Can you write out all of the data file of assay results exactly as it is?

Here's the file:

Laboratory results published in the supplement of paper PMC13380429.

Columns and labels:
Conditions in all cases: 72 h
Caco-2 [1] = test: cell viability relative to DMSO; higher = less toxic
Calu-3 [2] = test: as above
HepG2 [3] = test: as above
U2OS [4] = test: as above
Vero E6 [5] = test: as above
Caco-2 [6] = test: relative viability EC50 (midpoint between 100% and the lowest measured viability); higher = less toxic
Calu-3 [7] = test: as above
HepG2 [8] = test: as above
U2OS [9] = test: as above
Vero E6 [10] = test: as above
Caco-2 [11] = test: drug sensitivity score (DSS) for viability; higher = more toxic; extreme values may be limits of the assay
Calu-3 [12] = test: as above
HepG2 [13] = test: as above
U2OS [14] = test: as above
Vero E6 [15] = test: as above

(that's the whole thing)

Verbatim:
Laboratory results published in the supplement of paper PMC13380429.

Columns and labels:
Conditions in all cases: 72 h
Caco-2 [1] = test: cell viability relative to DMSO; higher = less toxic
Calu-3 [2] = test: as above
HepG2 [3] = test: as above
U2OS [4] = test: as above
Vero E6 [5] = test: as above
Caco-2 [6] = test: relative viability EC50 (midpoint between 100% and the lowest measured viability); higher = less toxic
Calu-3 [7] = test: as above
HepG2 [8] = test: as above
U2OS [9] = test: as above
Vero E6 [10] = test: as above
Caco-2 [11] = test: drug sensitivity score (DSS) for viability; higher = more toxic; extreme values may be limits of the assay
Calu-3 [12] = test: as above
HepG2 [13] = test: as above
U2OS [14] = test: as above
Vero E6 [15] = test: as above